The propaganda wars since 9/11
Since the Sept. 11, 2001, terror attacks, the U.S. State Department has made a series of attempts to counter the spread of Islamist militant ideology. At the same time, propaganda efforts by al-Qaeda and its offspring have become increasingly sophisticated. A look at the evolution in messaging from the State Department, al-Qaeda and the Islamic State:
From a $15 million campaign profiling Muslims in the U.S. ...
... to a grisly low-budget video featuring sneering sarcasm
Islamic extremist evolution
From al-Qaeda’s single-camera tapes of bin Laden’s lectures...
... to the Islamic State’s special effects-rich feature-length films
2002 TV network Al Jazeera gains international attention in the wake of 9/11 for airing videotaped messages from Osama bin Laden.
A $15 million campaign called “Shared Values” profiles Muslims in the United States, including a baker in Ohio and a fire department medic in Brooklyn, N.Y. Some derisively label it the “Happy Muslim” campaign; it is quickly shelved.
Osama bin Laden
Osama bin Laden's speeches from remote hiding spots consist mainly of on-camera lectures, often with out-of-date references to global events.
2006-2007 A National Intelligence Estimate titled “Trends in Global Terrorism” warns of the increasing importance of the Internet for jihadist groups, saying that all “stripes” will increasingly rely on the Internet for propaganda, communication, recruitment and training.
‘Portraits of America’
During the Bush administration, public diplomacy chief Karen Hughes creates the Digital Outreach Team to defend the United States in online chat rooms. Hughes enlists Disney to produce a feel-good “Portraits of America” video shown in airports and U.S. embassies.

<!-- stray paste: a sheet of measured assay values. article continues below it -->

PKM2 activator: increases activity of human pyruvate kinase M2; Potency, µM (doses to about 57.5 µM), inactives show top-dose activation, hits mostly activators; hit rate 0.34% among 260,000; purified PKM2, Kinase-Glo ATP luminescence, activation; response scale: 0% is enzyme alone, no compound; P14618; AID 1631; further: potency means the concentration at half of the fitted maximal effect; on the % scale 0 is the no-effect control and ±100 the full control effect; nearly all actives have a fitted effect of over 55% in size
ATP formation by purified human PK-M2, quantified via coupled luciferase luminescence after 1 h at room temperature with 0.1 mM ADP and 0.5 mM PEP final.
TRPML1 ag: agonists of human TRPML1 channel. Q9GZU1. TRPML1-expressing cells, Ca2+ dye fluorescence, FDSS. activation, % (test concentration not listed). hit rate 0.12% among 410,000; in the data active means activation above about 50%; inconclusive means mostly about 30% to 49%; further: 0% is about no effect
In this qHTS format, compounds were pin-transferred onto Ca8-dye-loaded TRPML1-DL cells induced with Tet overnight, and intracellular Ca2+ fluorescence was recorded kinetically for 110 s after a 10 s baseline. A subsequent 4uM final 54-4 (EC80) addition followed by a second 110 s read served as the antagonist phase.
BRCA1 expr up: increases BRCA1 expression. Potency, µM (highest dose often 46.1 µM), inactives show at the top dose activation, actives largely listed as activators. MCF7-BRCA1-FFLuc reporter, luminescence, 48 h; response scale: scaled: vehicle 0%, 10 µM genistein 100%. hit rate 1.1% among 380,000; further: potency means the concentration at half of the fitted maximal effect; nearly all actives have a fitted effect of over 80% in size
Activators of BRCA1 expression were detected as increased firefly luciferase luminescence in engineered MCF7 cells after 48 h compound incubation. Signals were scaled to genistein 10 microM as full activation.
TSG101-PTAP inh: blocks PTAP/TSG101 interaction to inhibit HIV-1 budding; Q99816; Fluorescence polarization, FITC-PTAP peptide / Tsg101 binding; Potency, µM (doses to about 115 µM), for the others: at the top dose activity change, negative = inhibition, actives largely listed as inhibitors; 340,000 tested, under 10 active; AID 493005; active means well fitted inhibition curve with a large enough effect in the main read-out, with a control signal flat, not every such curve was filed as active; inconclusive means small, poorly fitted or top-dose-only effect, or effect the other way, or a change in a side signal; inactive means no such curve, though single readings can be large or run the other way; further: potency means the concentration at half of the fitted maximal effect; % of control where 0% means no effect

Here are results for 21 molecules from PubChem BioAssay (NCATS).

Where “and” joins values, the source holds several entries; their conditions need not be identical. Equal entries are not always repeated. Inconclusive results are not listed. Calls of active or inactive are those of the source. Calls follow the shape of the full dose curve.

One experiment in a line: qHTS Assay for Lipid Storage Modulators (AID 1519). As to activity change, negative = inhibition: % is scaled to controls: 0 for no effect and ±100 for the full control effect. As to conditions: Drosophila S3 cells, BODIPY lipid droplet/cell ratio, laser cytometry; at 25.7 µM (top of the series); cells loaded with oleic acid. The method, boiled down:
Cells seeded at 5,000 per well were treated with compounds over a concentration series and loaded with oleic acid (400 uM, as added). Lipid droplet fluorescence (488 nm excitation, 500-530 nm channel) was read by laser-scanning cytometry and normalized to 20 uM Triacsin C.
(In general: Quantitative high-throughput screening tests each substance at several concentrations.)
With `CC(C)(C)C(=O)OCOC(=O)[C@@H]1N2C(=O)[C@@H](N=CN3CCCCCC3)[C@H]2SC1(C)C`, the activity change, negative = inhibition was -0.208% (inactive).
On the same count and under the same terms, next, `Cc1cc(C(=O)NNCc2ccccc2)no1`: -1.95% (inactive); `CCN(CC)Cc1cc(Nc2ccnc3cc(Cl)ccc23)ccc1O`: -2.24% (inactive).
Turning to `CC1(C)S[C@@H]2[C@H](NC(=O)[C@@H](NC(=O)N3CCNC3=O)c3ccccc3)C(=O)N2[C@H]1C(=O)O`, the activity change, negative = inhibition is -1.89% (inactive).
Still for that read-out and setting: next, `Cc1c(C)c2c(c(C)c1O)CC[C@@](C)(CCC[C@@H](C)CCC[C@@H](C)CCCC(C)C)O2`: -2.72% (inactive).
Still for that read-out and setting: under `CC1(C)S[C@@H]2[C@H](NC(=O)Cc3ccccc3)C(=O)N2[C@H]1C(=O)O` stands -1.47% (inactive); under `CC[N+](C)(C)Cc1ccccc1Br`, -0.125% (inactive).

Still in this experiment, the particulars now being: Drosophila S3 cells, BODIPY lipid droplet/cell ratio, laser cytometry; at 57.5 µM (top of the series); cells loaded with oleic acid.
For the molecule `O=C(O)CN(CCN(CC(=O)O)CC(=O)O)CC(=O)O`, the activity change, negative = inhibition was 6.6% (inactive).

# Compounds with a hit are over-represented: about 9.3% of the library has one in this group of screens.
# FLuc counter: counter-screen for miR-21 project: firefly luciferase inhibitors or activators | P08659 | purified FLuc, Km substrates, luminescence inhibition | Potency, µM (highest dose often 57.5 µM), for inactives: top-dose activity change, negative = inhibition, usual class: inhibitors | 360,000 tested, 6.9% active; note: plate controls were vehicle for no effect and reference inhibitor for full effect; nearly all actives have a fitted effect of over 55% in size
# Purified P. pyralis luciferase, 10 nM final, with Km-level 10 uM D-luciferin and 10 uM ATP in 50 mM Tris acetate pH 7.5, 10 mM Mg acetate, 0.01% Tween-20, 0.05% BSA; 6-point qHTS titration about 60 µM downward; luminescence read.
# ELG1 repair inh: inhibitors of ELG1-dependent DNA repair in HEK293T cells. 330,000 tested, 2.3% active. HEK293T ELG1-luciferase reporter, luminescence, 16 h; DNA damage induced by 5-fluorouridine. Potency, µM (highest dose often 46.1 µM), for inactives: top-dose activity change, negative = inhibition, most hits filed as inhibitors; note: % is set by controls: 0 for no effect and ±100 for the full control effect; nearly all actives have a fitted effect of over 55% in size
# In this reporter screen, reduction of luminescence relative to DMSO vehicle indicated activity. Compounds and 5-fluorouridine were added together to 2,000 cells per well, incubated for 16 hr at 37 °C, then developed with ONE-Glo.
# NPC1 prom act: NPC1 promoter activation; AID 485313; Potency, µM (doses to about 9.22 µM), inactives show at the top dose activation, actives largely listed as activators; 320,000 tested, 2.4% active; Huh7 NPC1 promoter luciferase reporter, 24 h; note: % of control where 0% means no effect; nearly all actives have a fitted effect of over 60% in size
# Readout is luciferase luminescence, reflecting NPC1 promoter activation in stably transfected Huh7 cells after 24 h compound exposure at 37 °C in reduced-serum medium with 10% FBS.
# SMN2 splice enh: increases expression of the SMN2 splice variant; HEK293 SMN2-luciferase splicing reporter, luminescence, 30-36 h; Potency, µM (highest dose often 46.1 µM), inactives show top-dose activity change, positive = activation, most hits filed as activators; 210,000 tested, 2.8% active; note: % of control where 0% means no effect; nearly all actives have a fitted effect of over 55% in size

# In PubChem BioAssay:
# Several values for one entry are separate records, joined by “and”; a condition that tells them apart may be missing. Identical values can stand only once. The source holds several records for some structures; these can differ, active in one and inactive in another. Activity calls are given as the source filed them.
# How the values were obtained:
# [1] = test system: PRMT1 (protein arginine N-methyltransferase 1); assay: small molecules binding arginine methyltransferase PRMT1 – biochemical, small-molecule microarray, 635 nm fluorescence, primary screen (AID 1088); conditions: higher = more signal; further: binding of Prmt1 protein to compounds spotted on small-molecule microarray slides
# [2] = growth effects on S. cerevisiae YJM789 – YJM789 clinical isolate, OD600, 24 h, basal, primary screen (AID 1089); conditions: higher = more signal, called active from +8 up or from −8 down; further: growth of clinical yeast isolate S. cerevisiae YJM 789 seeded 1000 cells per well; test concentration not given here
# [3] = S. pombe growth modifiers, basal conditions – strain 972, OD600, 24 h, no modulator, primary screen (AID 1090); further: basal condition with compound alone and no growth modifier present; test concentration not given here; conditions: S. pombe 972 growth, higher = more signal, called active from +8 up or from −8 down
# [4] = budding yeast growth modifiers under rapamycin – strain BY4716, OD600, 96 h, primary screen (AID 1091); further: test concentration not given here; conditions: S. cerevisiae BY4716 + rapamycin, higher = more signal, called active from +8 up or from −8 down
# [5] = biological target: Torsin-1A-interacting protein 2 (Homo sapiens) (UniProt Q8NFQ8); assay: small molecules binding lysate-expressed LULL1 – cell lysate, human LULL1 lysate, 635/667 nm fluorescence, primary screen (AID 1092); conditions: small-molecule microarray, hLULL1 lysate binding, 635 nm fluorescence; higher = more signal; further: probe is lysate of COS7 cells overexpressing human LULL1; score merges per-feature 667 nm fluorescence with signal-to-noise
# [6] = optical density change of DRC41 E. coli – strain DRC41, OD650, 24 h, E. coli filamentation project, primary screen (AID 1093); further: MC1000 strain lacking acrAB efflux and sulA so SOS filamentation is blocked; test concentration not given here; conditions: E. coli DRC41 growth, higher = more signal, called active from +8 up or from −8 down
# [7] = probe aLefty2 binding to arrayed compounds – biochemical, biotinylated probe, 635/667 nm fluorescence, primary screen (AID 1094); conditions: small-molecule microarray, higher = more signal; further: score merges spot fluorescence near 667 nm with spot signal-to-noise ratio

Ayman al-Zawahiri, who became the leader of al-Qaeda after bin Laden’s death, delivers messages calling on militants to fight the United States and its allies. Although released in April 2006, the video references events from a month earlier – a typical lag for al-Qaeda until the rise of social media.
2010 As President Obama vows to end wars in Iraq and Afghanistan, al-Qaeda forms a new branch in 2009 called AQAP, or al-Qaeda in the Arabian Peninsula. It becomes one of the most active branches of the terror network and is adept at propaganda.
The U.S. regroups
The State Department urges the creation of a new unit to combat AQAP and other adversaries online, but the proposal languishes for more than a year. The White House issues an executive order establishing the Center for Strategic Counterterrorism Communications (CSCC) in September 2011.
AQAP's rise puts Anwar al-Awlaki in the spotlight. As a senior member of the organization, he spearheads an effort to deliver extremist propaganda in English. The swift spread of his videos puts pressure on the U.S. government to respond.
2014 The Islamic State comes to prominence with sophisticated propaganda and active social media feeds. The group releases videos that alternate between gruesome beheadings and BBC-style news reports. The U.S. shifts its counter-messaging focus from al-Qaeda to the Islamic State.
‘Welcome to the “Islamic State” land’
Alberto Fernandez, who headed the CSCC, devises a mocking response to Islamic State videos depicting a lavish lifestyle for their fighters. Inspired by Monty Python spoofs, Fernandez includes grisly footage of the terror group’s atrocities.
To watch the unedited version of this video, click here. WARNING: The unedited video contains graphic images of violence.
‘Flames of War’
Exceeding the sophistication of al-Qaeda-era propaganda, the Islamic State creates highly-produced videos in numerous languages and deploys sophisticated social media strategies. “Flames of War,” an English-language film, becomes one of ISIS’s signature recruitment films.
SOURCES: U.S. Department of State, Search for International Terrorist Entities Intelligence Group, staff reports. GRAPHIC: Katie Park, Swati Sharma, Greg Miller, Scott Higham and Jorge Ribas. Published May 8, 2015.